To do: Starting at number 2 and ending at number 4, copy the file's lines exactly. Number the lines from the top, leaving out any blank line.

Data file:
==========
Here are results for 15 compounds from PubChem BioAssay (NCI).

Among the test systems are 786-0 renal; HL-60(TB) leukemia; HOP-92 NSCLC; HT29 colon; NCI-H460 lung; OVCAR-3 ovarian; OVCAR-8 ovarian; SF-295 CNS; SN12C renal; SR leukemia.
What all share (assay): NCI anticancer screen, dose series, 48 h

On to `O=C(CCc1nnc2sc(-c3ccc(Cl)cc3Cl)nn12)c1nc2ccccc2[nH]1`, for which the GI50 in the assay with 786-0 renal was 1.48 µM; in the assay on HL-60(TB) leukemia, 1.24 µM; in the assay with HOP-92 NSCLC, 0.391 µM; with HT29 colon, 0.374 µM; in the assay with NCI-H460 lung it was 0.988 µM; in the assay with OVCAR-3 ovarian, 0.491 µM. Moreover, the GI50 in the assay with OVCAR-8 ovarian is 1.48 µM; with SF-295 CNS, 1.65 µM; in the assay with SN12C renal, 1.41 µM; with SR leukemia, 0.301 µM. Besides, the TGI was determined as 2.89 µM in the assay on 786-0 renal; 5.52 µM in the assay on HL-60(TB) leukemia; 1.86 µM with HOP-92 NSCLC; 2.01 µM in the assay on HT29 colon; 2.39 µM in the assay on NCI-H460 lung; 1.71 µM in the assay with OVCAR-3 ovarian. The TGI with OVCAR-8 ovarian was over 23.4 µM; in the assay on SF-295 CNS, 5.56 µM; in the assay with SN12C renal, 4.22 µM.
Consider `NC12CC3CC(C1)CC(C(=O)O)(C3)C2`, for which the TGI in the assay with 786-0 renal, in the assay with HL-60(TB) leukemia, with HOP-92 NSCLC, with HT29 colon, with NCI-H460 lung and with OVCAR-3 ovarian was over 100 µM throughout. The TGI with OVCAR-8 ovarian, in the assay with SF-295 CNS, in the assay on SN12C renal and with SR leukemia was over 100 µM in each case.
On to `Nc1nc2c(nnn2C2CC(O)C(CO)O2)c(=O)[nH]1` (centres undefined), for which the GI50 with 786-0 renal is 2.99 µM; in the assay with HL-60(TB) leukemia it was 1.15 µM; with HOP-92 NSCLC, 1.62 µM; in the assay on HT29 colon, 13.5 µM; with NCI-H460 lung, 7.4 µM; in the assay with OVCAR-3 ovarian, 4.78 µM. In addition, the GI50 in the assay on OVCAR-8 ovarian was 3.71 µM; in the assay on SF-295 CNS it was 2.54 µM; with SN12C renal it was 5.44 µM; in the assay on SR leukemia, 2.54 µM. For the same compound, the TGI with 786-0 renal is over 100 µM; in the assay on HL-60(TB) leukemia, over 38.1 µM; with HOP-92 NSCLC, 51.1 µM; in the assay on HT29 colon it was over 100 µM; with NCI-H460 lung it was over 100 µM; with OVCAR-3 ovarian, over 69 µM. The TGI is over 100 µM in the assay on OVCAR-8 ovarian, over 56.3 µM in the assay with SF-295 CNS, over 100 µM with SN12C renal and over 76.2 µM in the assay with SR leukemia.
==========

Among the test systems are 786-0 renal; HL-60(TB) leukemia; HOP-92 NSCLC; HT29 colon; NCI-H460 lung; OVCAR-3 ovarian; OVCAR-8 ovarian; SF-295 CNS; SN12C renal; SR leukemia.
What all share (assay): NCI anticancer screen, dose series, 48 h

On to `O=C(CCc1nnc2sc(-c3ccc(Cl)cc3Cl)nn12)c1nc2ccccc2[nH]1`, for which the GI50 in the assay with 786-0 renal was 1.48 µM; in the assay on HL-60(TB) leukemia, 1.24 µM; in the assay with HOP-92 NSCLC, 0.391 µM; with HT29 colon, 0.374 µM; in the assay with NCI-H460 lung it was 0.988 µM; in the assay with OVCAR-3 ovarian, 0.491 µM. Moreover, the GI50 in the assay with OVCAR-8 ovarian is 1.48 µM; with SF-295 CNS, 1.65 µM; in the assay with SN12C renal, 1.41 µM; with SR leukemia, 0.301 µM. Besides, the TGI was determined as 2.89 µM in the assay on 786-0 renal; 5.52 µM in the assay on HL-60(TB) leukemia; 1.86 µM with HOP-92 NSCLC; 2.01 µM in the assay on HT29 colon; 2.39 µM in the assay on NCI-H460 lung; 1.71 µM in the assay with OVCAR-3 ovarian. The TGI with OVCAR-8 ovarian was over 23.4 µM; in the assay on SF-295 CNS, 5.56 µM; in the assay with SN12C renal, 4.22 µM.